WASHINGTON -- With the presidential contest entering its final days, Mitt Romney and his top advisers are preparing to make personnel announcements as early as next week -- immediately after the election -- should the Republican nominee win the White House, say aides who have been working on his campaign and his transition plans.
For months, much of the political jockeying in Washington has revolved around President Barack Obama, as polls appeared to show him heading toward a second term.
Several high-ranking Obama officials, including Secretary of State Hillary Rodham Clinton and Treasury Secretary Timothy Geithner, made clear their intention to leave even if the president wins. But as the race has narrowed to a dead heat, top Republican officials have stepped up their angling for slots in a Romney administration.
And Romney advisers tasked with leading the "Readiness Project," an internal operation to ensure a smooth transition of power during the 77 days between the election and the inauguration, have assembled short lists of candidates for the highest-level Cabinet and White House staff positions.
Asked to describe the kind of team Romney would build, one Republican close to the planning said it would be "the third Reagan term that we never got."
Other supporters said they are looking for clues as to whether Romney would cater to the ideological right or more to the center, with evidence pointing to both.
Although the Romney campaign says the candidate has made no personnel decisions and the formal vetting would not begin until after the election, a picture of a possible Romney administration has begun to emerge -- especially on the economic and foreign policy fronts.
Leavitt a key player
Mike Leavitt, a former Utah governor and secretary of Health and Human Services, is heading Romney's transition team, based in Washington, funded with government money and largely independent from the Boston-based campaign.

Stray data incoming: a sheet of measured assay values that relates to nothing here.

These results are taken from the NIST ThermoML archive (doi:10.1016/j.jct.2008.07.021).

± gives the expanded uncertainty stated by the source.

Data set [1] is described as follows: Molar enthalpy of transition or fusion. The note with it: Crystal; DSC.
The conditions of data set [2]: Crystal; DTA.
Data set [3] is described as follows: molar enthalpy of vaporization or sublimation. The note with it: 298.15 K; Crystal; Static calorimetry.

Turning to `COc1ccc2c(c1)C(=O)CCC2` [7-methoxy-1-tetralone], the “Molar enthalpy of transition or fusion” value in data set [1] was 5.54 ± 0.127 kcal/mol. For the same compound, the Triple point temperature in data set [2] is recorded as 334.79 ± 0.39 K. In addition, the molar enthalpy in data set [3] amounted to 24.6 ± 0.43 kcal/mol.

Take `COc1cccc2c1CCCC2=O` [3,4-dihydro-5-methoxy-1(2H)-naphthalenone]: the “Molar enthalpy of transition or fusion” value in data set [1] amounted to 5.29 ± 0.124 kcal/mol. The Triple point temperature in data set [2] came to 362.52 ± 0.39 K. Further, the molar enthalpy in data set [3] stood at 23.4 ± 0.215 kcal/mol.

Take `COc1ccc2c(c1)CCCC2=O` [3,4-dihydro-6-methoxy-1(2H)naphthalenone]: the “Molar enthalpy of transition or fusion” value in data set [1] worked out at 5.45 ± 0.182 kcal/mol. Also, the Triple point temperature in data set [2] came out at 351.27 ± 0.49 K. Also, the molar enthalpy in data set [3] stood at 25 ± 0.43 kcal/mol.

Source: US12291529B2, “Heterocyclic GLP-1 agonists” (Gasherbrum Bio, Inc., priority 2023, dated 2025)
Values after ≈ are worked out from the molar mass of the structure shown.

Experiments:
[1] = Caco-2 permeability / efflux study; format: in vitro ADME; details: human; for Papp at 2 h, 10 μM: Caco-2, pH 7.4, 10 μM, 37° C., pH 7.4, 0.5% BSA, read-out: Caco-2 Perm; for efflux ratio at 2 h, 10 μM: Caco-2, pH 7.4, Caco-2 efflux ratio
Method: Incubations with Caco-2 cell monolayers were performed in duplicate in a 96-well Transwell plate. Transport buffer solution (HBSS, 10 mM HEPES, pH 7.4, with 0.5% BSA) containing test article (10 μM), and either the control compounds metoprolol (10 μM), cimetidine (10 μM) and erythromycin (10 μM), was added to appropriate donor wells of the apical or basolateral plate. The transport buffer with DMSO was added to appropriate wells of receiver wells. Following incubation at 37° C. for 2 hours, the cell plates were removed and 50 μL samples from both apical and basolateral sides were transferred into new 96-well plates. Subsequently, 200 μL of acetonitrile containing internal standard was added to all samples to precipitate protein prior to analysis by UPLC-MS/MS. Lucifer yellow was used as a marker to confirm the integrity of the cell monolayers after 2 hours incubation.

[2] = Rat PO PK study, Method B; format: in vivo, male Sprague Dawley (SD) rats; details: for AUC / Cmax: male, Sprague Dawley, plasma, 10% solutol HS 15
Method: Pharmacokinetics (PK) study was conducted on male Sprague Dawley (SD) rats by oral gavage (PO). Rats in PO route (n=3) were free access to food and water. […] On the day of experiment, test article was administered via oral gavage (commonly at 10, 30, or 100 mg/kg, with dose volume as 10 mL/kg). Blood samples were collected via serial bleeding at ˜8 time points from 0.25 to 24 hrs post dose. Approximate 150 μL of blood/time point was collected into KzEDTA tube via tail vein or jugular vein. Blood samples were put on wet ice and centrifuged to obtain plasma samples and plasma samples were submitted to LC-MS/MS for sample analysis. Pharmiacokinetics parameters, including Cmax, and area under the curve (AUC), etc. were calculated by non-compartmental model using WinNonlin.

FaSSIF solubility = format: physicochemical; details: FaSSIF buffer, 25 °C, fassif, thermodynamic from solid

Leavitt is being discussed as a likely chief of staff in a Romney administration, which would signal that Romney wants a pragmatic leader, versed in the ways of Washington, at the helm rather than an ideological firebrand or an outsider.
Leavitt wields unquestioned authority, with lists of candidates for appointments going through him before reaching Romney, aides said.
Romney aides said they are searching for potential appointees not only among those who have served in government but also across corporate America and other sectors removed from politics.
The backgrounds of leading candidates are under intense internal review, and dossiers are being prepared for Romney's perusal, said advisers and Romney associates, who spoke on the condition of anonymity.
"There's a lot of people that we're looking at who are just great Americans who haven't been involved with the campaign," said a Romney adviser.
Other top roles
Conflicting pressures on Romney are playing out in his rumored finalists for secretary of state.
Robert B. Zoellick, a George W. Bush administration official who recently stepped down as head of the World Bank, is being mentioned as a possible head of the State Department or the Treasury Department.
But conservative Romney allies consider Zoellick too moderate and conciliatory and not as powerful an advocate for American strength abroad as other contenders for national security positions, including John Bolton, a Romney campaign surrogate who served as Bush's ambassador to the United Nations.
Richard S. Williamson, a top foreign policy official in the Ronald Reagan and George H.W. Bush administrations and a senior policy adviser to Romney, is in the mix for a number of foreign policy posts, including national security adviser.
Ohio Sen. Rob Portman, Romney's sparring partner in practice debates, is likely to be a top candidate to head the Treasury Department, advisers have said.
Portman served as director of the Office of Management and Budget in the George W. Bush administration.
Another contender is R. Glenn Hubbard, the dean of Columbia Business School, who chaired Bush's Council of Economic Advisers and has helped Romney develop his economic agenda.
Former Missouri Sen. James Talent, who traveled with Romney this summer to meet with British officials, is considered the most likely pick for defense secretary.
And Dan Senor, chief spokesman in the Bush administration for the Coalition Provisional Authority in Iraq, would almost certainly serve in a national security position, perhaps in the White House.